Apparently, our friend has never visited here except for reading this.  First off, he seems to think I'm a fan of Republicans and opposed to Democrats.  Wrong: I'm a fan of small governments and maximum liberty and opposed to crony capitalism whether the party in power has an R or D after their name.  Like many folks, I don't see a dime's worth of difference between the mainstream R and D. 

1.  Should you be back, I'd like to point out that I don't believe I ever said Keynes was a socialist - (a search with that Google tool in the upper left returns no post with those two words in it) not that it matters. 

2.  I'm not entirely sure I've ever even said Keynesian economics is categorically wrong, although it is wrong as practiced in the world today.  In this post,  I said "John Maynard Keynes himself never said the government should deficit spend in good times, only as an emergency measure. "  I said the same basic thing in this post and that's from just a few seconds of searching.  This part, however, is laughable:
It was Glen Hubbard of George W. Bush's council of economic advisors who said that "Deficits don't matter".
He may have well said that, but two things: first, you must be a kid because I remember being told the same thing in the 1970s, and throughout my entire adult life; second, you imply I must be a fan of George W. Bush.  While he had his merits, he was an economic disaster. 

3.  I don't buy that Bill Clinton was an economic conservative; a better description is pragmatist.  He triangulated and found what people wanted, not really having any real principles other than love of power and attention.  I don't believe we've had a real economic conservative since Warren G Harding fixed the depression of 1921.  Ronald Reagan did some good things, for sure, but he cranked the deficit spending up to bankrupt the Soviet Union.  It apparently did, but is now bankrupting us.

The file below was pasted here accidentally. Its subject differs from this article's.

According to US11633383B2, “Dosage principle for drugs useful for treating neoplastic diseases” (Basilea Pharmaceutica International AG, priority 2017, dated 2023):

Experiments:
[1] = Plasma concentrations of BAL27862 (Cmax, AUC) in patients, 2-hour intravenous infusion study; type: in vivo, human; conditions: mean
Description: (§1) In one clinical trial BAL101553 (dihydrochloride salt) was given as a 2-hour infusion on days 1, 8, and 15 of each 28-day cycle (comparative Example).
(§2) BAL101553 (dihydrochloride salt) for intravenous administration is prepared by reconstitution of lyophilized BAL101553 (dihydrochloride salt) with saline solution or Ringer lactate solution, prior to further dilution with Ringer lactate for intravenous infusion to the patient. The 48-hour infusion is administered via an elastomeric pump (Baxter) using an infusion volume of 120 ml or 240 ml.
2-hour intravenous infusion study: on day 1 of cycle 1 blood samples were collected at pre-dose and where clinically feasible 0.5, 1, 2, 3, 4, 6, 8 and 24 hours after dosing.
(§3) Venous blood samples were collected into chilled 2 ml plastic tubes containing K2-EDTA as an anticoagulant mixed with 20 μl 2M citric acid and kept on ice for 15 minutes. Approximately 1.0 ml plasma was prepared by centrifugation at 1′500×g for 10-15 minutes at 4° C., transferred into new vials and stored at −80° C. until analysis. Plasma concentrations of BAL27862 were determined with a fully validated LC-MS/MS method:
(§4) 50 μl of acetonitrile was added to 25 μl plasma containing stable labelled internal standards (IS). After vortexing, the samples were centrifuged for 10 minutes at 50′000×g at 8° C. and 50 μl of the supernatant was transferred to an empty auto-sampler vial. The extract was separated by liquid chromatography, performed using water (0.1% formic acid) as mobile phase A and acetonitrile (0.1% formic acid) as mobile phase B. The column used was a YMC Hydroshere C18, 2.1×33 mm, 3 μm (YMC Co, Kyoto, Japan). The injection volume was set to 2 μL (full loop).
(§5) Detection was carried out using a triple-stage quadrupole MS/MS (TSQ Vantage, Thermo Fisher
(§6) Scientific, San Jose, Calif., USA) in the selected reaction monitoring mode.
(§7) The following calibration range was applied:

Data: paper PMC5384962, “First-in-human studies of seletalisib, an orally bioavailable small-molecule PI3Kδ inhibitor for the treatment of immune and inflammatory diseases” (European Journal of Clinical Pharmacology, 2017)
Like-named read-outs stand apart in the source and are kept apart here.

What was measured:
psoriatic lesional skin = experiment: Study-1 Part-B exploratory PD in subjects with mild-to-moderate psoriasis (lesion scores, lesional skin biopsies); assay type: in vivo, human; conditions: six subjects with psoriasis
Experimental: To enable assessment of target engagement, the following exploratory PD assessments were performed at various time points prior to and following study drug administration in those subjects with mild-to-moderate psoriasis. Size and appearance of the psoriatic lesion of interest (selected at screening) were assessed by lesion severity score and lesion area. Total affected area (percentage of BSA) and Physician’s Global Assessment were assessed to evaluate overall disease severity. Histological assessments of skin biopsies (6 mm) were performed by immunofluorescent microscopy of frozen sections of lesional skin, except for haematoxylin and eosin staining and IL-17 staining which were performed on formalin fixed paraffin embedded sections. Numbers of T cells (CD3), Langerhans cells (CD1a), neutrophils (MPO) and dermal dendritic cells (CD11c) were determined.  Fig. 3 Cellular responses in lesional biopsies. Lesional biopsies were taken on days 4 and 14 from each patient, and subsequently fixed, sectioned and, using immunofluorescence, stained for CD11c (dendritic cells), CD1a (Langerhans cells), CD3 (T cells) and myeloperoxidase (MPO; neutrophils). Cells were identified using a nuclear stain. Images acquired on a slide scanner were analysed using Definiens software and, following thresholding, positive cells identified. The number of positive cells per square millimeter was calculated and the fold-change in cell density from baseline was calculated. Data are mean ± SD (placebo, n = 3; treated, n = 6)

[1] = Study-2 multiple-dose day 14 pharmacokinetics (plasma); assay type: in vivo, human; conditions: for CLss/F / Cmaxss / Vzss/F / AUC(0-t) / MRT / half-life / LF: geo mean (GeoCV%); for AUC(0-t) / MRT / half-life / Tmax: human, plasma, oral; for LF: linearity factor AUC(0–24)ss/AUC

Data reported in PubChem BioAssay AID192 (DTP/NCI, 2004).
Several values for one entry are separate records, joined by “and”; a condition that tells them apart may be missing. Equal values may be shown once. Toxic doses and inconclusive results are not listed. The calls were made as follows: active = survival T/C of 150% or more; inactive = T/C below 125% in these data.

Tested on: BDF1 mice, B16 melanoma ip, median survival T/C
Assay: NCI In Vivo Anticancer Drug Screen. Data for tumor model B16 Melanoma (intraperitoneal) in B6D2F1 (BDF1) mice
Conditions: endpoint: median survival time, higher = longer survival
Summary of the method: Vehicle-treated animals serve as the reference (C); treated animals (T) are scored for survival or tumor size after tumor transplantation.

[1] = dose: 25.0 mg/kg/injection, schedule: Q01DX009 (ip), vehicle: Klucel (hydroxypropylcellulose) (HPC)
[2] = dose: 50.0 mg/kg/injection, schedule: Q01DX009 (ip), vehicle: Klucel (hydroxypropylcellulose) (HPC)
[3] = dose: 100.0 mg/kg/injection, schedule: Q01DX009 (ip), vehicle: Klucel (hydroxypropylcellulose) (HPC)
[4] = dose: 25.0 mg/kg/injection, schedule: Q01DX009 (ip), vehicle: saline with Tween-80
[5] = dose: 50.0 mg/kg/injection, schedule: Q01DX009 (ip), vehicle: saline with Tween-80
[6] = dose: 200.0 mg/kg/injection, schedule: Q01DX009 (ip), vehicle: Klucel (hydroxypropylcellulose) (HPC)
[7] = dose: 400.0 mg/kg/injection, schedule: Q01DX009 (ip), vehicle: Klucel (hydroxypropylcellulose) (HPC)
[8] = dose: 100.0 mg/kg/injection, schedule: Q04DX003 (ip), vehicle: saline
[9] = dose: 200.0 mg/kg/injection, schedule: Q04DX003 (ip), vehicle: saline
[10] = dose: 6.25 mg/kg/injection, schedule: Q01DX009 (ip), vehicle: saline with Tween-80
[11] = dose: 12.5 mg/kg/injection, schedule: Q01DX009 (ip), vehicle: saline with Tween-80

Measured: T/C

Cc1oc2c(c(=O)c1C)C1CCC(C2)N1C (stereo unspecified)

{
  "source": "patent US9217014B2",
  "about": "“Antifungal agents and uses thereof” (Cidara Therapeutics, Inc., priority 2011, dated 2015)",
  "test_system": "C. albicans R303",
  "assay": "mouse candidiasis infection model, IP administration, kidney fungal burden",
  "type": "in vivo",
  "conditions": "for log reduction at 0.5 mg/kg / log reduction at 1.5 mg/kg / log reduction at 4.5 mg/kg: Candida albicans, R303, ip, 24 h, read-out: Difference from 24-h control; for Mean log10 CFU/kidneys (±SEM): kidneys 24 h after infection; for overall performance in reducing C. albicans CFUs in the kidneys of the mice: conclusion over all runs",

4.  Numbers, and real quantitative data, please.  You have a 50-50 chance of being right, but you need to give me some real, inflation-adjusted numbers.  I wouldn't bother, though, it's not very relevant to the problem we're in now.

5.  The problem is not Keynes, it's the way governments have implemented it in the world today.  Look, we don't need to have a gold or silver standard, or the stone rings from Yap; all we need is the discipline to not debase our currency.  The problem with the whole economic system, from the Federal Reserve to the tax system, is that politicians can't resist f**ing with it!  Whether it's printing extra money to hand out to welfare mothers, or to go bomb Libya, it's the government that's the problem. History says whenever they go off a commodity standard, governments eventually debase their currency into worthlessness.  Go read the intro to the book, "Guide to Investing in Gold and Silver", written by a partner of that radical Robert Kiyosaki (the "Rich Dad, Poor Dad" franchise).  He gives example after example. 

6.  I'm not sure what your point is.  I'm not saying supply causes demand, but aren't you saying that flooding the market with low cost money causes demand?  Whatever - you're saying employers are trying to keep employees on hand, even though they're not working them to lots of overtime because demand is low; that appears to be true.  Companies are "saving for a rainy day" and trying to keep people from being hurt.  Shame some are trying to get that "extra" money they're holding on to. 

7.  But America didn't threaten to default on its debt, it simply would have had to stop borrowing more.  There was plenty of money to pay the interest on the debt, which is not defaulting on the debt; the trade was to pay the interest but stop deficit borrowing.  It would be a spending cap.  As I said in that article you're responding to was, (in a crisis) "Anyone who has so much as run a newspaper route, or any business, or anyone even the least bit grounded in reality would say to pay your debts and not spend the money you don't have. "